Finding Hidden Hospitals
I am always looking for new music to listen to. There is nothing more fun than discovering a new band and sharing your discovery with someone else who appreciates great music. Sometimes the search for new music can be daunting, but sometimes, if you’re lucky enough to write for a music magazine (like I am), new music can come to you. This is how I discovered what is now one of my new favorite bands. Often times I will share my articles, or articles by my friends here at Shutter16.com, on Twitter with the artists I’m writing about, or their fan club, etc. Sometimes the bands follow me back. Sometimes I get followed by bands I’ve never heard of. When I saw a message that “Hidden Hospitals is now following you,” I was immediately intrigued because the band’s name and media caught my attention. I followed them back, read up on them, and listened to their music. The music was so good that it inspired me to reach out to them. I did, and now I just have to share with all of you why you should follow and listen to this band as well by writing about them. I can’t help it. It’s a passion of mine.
“I usually search Twitter for music and follow for a while. I read your blog a bit,” states Hidden Hospitals singer/guitarist Dave Raymond over Twitter messenger to me. I’m pretty sure that he was referring to shutter16.com as a whole, of which my contributions are just a part of. A few short messages later and he’s thanking me for the interest in the band and talking to me about the next Hidden Hospitals album. We chat a little more and he sends me some more info and, at my request, gives me a direct quote that kind of serves, to me at least, as a perfect way to sum up his approach to writing music, and to Hidden Hospital’s sound:
“Quiet defines loud.”
At first I was a little taken aback. The quote seemed a little pretentious, but after listening to Hidden Hospital’s 2015 full length album release Surface Tension repeatedly, I totally get what Raymond was getting at. This simple declaration insightfully describes what gives Hidden Hospital’s songs their resonance and heft. There are plenty of quiet/loud moments in the songs on Surface Tension, but they are not the quiet/loud dichotomies that defined the sound of so many of the 1990s alt-rock bands, like The Smashing Pumpkins (whom Hidden Hospitals coincidentally share a hometown with in Chicago). Songs like “Trilogy” percolates along to electric guitar riffs and Raymond’s voice, only to erupt into a full on heavy guitar track, but the quiet buildup is not a hard break with the song’s finale. The song’s rhythms dominate here, not the guitar heroics. This is the case with most of the songs on Surface Tension. There really is a tension that exists between Raymond’s voice, the guitar riffs, and the rhythm section. The tension is only surface deep though, as with multiple listens the intricacies of the songs’ compositions reveal themselves to be not complicated, but so finely constructed as to be nearly perfect.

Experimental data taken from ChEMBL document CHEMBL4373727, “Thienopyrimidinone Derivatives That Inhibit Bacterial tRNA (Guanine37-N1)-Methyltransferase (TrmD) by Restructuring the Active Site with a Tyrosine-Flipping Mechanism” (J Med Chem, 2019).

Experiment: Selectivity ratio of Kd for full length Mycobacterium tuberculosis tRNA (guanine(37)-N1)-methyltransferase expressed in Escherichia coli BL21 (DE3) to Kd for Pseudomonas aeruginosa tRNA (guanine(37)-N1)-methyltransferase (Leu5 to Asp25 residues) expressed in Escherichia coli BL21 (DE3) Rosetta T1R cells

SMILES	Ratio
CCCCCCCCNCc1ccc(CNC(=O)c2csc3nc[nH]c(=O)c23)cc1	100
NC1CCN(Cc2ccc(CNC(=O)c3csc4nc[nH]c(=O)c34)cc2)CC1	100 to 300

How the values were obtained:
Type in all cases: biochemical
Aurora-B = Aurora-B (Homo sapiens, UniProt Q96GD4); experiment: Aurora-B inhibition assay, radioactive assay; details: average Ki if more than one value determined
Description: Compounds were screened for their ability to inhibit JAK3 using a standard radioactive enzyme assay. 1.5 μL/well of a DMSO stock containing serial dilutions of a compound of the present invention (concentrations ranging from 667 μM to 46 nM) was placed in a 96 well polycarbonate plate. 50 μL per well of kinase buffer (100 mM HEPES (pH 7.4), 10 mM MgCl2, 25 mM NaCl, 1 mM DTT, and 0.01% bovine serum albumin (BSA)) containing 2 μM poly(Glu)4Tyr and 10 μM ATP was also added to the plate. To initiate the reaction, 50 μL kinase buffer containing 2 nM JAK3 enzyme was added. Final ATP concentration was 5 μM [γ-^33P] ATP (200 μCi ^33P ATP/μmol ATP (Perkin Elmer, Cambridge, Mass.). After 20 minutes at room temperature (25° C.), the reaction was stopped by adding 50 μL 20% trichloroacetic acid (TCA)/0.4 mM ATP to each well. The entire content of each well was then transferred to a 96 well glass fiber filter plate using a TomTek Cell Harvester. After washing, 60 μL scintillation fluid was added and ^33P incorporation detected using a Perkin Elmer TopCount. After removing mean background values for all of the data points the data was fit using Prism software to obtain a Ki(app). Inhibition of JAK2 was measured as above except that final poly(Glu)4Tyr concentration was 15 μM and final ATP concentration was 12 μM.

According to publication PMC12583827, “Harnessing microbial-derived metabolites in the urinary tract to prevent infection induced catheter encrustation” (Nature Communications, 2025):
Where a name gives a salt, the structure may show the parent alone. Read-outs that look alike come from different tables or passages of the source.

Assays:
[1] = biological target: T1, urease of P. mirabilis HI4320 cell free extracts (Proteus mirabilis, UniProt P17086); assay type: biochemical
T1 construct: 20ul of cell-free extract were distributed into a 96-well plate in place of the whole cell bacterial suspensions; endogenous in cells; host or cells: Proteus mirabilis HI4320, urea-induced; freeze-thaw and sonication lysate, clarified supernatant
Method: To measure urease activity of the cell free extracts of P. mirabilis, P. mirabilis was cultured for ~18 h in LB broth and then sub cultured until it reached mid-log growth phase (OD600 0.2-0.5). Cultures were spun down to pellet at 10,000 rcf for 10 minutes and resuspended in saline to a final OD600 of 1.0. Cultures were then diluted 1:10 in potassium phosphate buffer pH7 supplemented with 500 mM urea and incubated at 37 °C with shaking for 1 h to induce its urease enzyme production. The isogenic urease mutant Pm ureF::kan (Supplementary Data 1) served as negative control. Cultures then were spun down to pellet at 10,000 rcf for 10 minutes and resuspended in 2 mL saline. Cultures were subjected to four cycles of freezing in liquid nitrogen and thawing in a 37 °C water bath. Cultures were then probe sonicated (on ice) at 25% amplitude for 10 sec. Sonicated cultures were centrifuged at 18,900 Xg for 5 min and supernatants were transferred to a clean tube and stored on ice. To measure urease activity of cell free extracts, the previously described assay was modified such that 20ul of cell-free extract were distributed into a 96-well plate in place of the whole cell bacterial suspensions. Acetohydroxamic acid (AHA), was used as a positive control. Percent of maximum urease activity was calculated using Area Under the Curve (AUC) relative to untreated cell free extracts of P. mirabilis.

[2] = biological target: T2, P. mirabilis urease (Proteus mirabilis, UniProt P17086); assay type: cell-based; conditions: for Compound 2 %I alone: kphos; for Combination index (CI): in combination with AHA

The heart of the album, and the song directly following “Trilogy”, is the powerful “Synesthesia.” Another highly rhythmic track in nature that uses its guitar track to create atmosphere more than trench plowing riffs. It’s a hard track that refrains from getting heavy. “Animals,” the very next track, and the one that concludes the trilogy of great songs that got started with (perhaps not so ironically) “Trilogy,” is another highly rhythm based track the makes similar use of the kind of guitar atmospherics as “Synesthesia” does, but is much heavier. Another album highlight is “Modern Saint,” a track that once again thrives on some really great rhythms, this time almost solely as the result of the percussion. “Modern Saint,” with its electronica elements really lend credence to the assertion that Hidden Hospitals is an “alternative progressive rock band” (see their short bio on Wikipedia). There are electronica elements in most all of the songs on Surface Tension, but they augment the band’s sound. They do not define it.
“I’m about 19 songs into a new full length and going strong. Looking to record early next year.” Raymond tells me later on in our correspondence. 19 songs is a great start for any artist undertaking the task of putting together an album of new material. I’m sure that fans will see signs from the band on Twitter or Facebook as they get closer to finishing their new project.
Social media definitely has its pros and cons. Movements can get started, and they aren’t always the kind of movement, or mob mentality, that actually advances our social experiment, but the flip side is that the same social media can provide a chance to find some really great music, people, and movements. My finding of Hidden Hospitals, or rather their finding of me, is one of those events that helps balance out the good with the bad on social media. Here’s hoping that those with the right kind of passions, like those Dave Raymond has towards his music-and that I like to think I have towards writing about music-continue to dominate the social media blogosphere.